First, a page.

The Lightning Thief and I remembered how much I had enjoyed reading it as well. I need to finish reading the series, but it's a bit of a project when there's seventy kazillion people on the wait list for it at the library. Anyway, one day at the library I bumped into my friend Katie and her kids. I love talking with her because our conversations usually include book swapping ideas and author comparisons. I love to talk me some book talk. She grabbed my oldest daughter and marched her over to where there was a copy of the newest Rick Riordan book, The Red Pyramid. It's the beginning of a new series based on Egyptian myths and looked like a lot of fun. Sure enough, my daughter devoured it and rushed it to me with the command to read immediately. I usually do as I'm told, so I gave it a read.
Riordan is tackling Egyptian gods and myths in this new series and instead of our heroes, siblings Carter and Sadie, being descended from gods, like in The Lightning Thief, they are descended from pharaohs. In ancient times, the gods would inhabit certain people with noble enough blood to accomplish their desires and plans in the world. The gods inhabit the Duat, sort of a parallel existence. There's some good guys and bad guys and through an accident involving the Rosetta Stone, both good and bad are on the loose. Honestly, there was a whole lot to this that I had no idea about, having never studied ancient Egypt. My whole database of knowledge comes from watching The Mummy. Sad. After reading this book, it made me want to check out some books on Egyptian mythology and history to see what else I'm missing out on. Or I'll just read the series and get a hefty fictional dose. That sounds good too.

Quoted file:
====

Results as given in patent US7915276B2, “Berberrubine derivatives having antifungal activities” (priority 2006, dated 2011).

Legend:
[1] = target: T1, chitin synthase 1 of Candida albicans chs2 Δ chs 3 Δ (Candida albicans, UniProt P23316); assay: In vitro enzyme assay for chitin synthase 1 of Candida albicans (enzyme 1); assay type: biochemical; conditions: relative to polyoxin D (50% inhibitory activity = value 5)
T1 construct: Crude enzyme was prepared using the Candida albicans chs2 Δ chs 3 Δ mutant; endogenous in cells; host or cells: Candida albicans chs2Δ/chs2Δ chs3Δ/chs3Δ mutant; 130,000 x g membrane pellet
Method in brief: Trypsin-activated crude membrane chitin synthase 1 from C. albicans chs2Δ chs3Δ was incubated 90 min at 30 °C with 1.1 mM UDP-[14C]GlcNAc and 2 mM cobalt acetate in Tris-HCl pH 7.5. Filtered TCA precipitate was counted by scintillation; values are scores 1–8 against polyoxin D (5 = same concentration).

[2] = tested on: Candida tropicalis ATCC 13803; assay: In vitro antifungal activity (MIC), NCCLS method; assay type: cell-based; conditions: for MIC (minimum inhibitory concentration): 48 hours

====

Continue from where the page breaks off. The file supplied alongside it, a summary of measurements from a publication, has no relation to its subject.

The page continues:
I had an epiphany while reading this book. The reason why Rick Riordan is making enough money to use it as toilet paper is because he speaks to the most innate desire of any child: to wake up one day and discover that you're actually a superhero/princess/supernatural being. Who didn't pretend to be able to fly or fight off powerful enemies or rule a nation or be wicked smart when you were a kid? Riordan's books are about kids who discover that they are so much more than they seem. Children of gods or descended from royalty who are given tremendous power and abilities is a pretty appealing story. Wish I had thought of it.
The Red Pyramid was a fun ride and it kept me turning pages. My only complaint would be that Riordan sure knows how to write a boy, but he could use some lessons on how to write a girl's thoughts, feelings and actions. I'm sure he wanted Sadie to come across as sassy, but I mostly thought she was a caricature of a sassy girl. Like he was thinking, "I bet a sassy girl would say this! Oh yeah!" Oh well, Carter is a delight to read about so I got over Sadie's issues. Now that my husband has read it as well, we can return it to the library and let some other kid escape into a world where evil must be vanquished and only preteens are capable of doing it.